ASRM2010: Targeting steroidogenesis in endometriosis

Denver, 25 October 2010

Professor Serdar Bulun was honoured this morning as the Herbert H. Thomas lecturer at the 66th Annual Meeting of the ASRM.  His plenary lecture “Targeting Steroidogenesis in Endometriosis” reviewed the importance of ovarian steroid hormones in the growth and maintenance of endometriotic lesions.

Picture of Professor Bullun

Professor Serdar Bulun

Professor Bulun explained how increased cell survival, inflammation, and deficient differentiation in endometriosis have been linked to a stromal-cell defect involving the excessive formation of oestrogen and prostaglandin, as well as progesterone resistance, all of which originate from two distinct epigenetic changes that affect the transcription factors: steroidogenic factor-1 (SF1) and oestrogen receptor beta (ER-beta).

Specific DNA sequences called the CpG islands at the promoters of the genes encoding SF1 and ER-beta are heavily methylated and silence these genes in the endometrium; whereas the lack of DNA methylation results in extraordinarily high levels of SF1 and ER-beta in endometriotic tissue.

In response to the exposure of endometriotic cells to prostaglandin E2, SF1 coordinately binds to the promoters of multiple steroidogenic genes, including that of aromatase, which is a protein in the body that is responsible for producing oestrogen. Normally, aromatase is found in the ovaries, and to a much lesser extent in the skin and fat, but recent research has shown that it is also found in high levels in the ectopic endometriotic tissue of women with endometriosis – which contributes to the growth of their endometriotic lesions.  This causes the formation of large quantities of local oestradiol. Oestradiol acts by way of ER-beta to stimulate COX-2, leading to the overproduction of prostaglandin E2.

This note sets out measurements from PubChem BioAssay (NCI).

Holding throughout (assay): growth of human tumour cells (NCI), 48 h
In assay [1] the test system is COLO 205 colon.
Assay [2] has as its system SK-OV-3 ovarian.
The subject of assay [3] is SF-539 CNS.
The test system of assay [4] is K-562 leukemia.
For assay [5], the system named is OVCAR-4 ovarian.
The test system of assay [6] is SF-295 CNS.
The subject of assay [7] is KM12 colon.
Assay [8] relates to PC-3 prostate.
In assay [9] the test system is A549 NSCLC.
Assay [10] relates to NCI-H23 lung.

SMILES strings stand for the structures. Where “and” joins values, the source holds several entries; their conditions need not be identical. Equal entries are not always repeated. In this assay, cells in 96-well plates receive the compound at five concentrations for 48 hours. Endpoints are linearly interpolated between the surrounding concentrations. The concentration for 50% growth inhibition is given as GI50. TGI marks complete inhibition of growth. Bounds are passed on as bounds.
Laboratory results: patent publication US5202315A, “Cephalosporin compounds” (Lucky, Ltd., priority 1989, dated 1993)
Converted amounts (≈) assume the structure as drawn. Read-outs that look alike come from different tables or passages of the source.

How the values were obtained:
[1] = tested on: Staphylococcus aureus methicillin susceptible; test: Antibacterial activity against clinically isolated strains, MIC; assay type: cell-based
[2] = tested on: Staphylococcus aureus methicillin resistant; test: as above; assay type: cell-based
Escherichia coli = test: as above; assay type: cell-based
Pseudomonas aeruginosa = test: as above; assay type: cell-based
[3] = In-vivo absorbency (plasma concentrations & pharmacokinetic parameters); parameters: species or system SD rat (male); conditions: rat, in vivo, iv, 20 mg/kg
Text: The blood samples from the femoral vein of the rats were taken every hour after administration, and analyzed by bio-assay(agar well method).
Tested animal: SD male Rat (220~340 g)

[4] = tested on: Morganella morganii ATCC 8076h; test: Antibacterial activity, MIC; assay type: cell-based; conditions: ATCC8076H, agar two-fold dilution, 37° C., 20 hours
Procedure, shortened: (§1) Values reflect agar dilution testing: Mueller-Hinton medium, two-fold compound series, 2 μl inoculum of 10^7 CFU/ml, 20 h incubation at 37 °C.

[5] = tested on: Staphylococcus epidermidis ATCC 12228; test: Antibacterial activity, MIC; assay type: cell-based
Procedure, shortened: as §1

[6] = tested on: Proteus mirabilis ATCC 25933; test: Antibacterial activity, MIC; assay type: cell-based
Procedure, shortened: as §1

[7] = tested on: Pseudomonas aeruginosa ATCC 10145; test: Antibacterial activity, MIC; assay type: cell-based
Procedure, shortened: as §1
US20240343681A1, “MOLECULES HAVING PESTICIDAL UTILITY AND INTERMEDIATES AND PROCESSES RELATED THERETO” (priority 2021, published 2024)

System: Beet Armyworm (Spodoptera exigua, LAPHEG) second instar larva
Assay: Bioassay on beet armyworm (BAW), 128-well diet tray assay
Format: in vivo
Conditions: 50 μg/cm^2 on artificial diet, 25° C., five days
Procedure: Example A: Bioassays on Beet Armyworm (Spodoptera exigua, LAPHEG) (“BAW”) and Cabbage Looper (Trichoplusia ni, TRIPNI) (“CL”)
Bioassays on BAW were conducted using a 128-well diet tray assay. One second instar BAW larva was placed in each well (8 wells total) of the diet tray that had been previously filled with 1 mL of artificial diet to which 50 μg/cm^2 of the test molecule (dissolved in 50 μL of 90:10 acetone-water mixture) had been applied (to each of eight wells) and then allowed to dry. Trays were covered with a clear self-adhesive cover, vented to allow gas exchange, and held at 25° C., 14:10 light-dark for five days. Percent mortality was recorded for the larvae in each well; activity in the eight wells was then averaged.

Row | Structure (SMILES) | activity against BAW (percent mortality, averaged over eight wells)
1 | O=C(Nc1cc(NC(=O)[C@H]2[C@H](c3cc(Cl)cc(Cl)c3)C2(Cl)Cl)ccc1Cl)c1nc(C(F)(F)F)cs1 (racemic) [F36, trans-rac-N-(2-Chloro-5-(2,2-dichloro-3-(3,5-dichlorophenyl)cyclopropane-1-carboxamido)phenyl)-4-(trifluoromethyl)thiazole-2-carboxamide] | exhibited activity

Inflammation and oestrogen are therefore linked in a feedback cycle involving the over-expression of genes that encode the aromatase and COX-2 enzymes and the continuous formation of the products of aromatase and COX-2, oestradiol and prostaglandin E2, in endometriotic tissue. Furthermore, oestrogen receptor beta suppresses progesterone-receptor levels, resulting in progesterone resistance and disruption of a paracrine pathway that inactivates oestradiol.  Large amounts of oestradiol will therefore accumulate, owing to its increased formation and deficient inactivation in endometriotic tissue.

This working model is clinically relevant because the targeting of aromatase, COX-2, ER-beta, or progesterone receptors reduces pelvic pain and ablates visible endometriotic tissue.

Professor Bulun was thus tempted to speculate that genetic predisposition or the exposure to environmental toxins of foetal progenitor cells destined to form adult female pelvic organs may result in epigenetic events, including promoter hypomethylation and over-expression of SF1 and ER-beta, that can play critical roles in the pathogenesis of endometriosis.

In summary Professor Bulun provided a rationale for new, specific drug targets, including the aromatase, SF1 or ER-beta, which might be more effective than the general actions seen in the GnRH analogues, oral contraceptives and progestins currently used to treat the symptoms of endometriosis.

He also introduced the concept that retinoic acid, a vitamin-A derivative, which binds to related classes of nuclear retinoid receptors, appears to shift from a suppressive to a growth-promoting pathway in endometriosis cells. The development of new drugs that normalise the retinoic acid pathway may be therapeutic in endometriosis in the future.

Professor Bulun’s work on steroidogenesis in endometriosis is also the subject of a paper published last year in The New England Journal of Medicine (Bulun SE, N Engl J Med 2009;360(3):268-79)

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